According to NBC Asian America, a Korean adoptee is now subject to deportation 37 years after he was adopted by American parents, a judge ruled this week. The Oregon state resident has lost a lengthy legal battle which will send him to his birth country, South Korea.
In the late 1970s, Crapser was adopted by two U.S citizens when he was a toddler. His adoptive parents never completed his citizenship paperwork, so Crapser did not become a naturalized citizen. Instead, he became trapped in international limbo.
Crapser was picked up by the foster care system from a young age and has been residing legally in the U.S. by renewing his residence permit, or Green Card, when necessary.
His harrowing battle against deportation began the last time he tried to renew his residence permit. Haunted by several criminal convictions, he was flagged up to immigration authorities for potential deportation.
The case lingered for two years, but a recent ruling by an immigration judge has declared him ineligible to remain here legally. Crapser’s attorney Lori Walls told NBC, “Adam and his family are heartbroken at the outcome.”
He has been stuck in a Tacoma, Washington detention center for the last nine months, separated from his family including three children. Walls reportedly said, “He will be deported as soon as Immigration and Customs Enforcement makes the necessary arrangements.”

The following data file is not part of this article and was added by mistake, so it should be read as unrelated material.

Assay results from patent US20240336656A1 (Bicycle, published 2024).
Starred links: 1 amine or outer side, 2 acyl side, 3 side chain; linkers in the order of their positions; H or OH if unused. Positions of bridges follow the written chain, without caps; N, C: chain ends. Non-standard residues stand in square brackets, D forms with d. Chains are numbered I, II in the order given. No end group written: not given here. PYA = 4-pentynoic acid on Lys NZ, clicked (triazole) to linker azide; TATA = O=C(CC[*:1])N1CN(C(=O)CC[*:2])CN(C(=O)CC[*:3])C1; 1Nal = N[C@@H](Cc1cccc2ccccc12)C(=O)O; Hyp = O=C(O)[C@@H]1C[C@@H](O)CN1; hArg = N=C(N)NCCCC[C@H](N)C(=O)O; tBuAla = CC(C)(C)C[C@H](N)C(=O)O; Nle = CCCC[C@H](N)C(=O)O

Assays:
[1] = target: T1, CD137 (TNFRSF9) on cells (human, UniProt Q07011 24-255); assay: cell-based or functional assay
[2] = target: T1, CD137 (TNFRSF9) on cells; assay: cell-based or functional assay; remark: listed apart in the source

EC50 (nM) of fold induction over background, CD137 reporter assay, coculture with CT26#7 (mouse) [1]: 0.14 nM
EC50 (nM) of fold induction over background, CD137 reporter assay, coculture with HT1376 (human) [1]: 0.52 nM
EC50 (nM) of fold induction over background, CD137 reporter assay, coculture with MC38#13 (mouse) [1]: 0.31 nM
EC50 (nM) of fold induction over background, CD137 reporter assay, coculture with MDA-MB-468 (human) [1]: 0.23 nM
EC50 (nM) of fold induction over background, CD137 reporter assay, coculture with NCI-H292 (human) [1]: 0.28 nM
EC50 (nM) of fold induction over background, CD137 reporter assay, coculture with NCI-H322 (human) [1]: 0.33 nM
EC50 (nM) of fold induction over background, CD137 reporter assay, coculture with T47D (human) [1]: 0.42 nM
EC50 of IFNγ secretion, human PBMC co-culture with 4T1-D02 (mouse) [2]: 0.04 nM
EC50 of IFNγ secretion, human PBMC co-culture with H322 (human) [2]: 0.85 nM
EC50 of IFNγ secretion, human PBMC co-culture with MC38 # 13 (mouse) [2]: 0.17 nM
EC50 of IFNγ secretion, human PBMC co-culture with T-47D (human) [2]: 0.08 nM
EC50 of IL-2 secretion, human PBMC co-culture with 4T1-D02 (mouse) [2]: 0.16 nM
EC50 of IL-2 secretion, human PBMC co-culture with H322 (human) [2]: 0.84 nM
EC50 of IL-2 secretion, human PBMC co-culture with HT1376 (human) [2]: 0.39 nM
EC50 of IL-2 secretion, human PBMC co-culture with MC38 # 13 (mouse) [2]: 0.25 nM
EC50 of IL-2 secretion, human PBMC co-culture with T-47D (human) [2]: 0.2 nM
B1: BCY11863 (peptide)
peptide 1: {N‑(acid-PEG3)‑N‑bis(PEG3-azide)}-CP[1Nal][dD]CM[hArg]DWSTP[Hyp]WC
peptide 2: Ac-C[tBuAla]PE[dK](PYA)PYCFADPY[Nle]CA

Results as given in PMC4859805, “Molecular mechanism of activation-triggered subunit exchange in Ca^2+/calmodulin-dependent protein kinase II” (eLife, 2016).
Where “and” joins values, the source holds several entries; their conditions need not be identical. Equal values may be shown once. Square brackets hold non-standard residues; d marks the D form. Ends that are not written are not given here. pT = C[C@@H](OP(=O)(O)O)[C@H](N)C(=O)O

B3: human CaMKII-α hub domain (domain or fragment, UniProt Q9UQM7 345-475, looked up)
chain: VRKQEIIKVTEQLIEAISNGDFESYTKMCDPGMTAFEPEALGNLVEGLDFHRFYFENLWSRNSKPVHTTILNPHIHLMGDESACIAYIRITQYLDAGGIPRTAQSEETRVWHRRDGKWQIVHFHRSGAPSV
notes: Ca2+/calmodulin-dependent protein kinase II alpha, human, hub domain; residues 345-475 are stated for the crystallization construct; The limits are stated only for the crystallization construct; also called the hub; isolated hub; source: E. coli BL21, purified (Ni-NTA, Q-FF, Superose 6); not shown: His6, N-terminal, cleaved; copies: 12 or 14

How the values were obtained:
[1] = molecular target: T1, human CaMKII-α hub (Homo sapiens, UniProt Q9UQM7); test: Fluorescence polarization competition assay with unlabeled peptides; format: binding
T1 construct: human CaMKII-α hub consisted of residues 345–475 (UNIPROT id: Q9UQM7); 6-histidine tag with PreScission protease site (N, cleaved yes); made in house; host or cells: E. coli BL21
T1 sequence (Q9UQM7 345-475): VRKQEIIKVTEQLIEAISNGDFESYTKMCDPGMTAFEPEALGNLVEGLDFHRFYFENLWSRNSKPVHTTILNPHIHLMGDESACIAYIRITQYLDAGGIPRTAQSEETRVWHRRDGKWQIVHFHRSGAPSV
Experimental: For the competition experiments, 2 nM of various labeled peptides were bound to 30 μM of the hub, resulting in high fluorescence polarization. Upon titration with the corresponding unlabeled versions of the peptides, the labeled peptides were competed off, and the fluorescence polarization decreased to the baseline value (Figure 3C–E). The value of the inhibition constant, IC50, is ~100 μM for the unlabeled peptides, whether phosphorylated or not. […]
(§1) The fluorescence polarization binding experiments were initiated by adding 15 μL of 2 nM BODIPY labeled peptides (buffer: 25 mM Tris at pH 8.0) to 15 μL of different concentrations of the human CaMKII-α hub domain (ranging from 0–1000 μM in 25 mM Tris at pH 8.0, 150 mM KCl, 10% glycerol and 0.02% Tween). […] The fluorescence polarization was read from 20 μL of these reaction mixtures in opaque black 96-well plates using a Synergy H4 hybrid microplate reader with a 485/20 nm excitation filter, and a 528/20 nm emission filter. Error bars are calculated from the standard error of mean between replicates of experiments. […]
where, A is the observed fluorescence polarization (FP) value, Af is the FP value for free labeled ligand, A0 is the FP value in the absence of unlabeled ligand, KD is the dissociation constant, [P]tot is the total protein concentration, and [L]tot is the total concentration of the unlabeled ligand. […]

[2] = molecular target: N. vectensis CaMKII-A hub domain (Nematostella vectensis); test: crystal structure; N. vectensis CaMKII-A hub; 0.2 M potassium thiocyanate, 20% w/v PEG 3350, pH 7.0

Although it may seem easy to tag Crapser’s adopted parents with the blame for not assuring his citizenship, there are other systemic failures which have contributed to his terrifying predicament.
Unbelievably, as current federal law stands, children who are adopted by U.S. citizens are not automatically eligible for U.S. citizenship. The Adoptee Citizenship Act of 2015, a relatively new bill, could effectively change this, but it still has not been passed. This bill could close the loophole preventing adopted kids from becoming fully naturalized.
In a statement obtained by NBC, Crapser spoke about passing this Citizenship Act. He said, “While I am disappointed in the judge’s ruling and worried about my family’s future, I hope that what has happened to me will further demonstrate the importance of passing the Adoptee Citizenship Act.”
Of course, Crapser is not alone in his situation. There are an estimated 35,000 intercountry adoptees in deportation limbo similar to Crapser, NBC reported. Furthermore, according to The Guardian, 16 percent of Korean-born adoptees living in the U.S. are not citizens.
Unfortunately, Crapser’s legal defeat highlights the injustices intercountry adoptees face which can lead to personal devastation and the separation of families.
Banner photo: Twitter, @OPB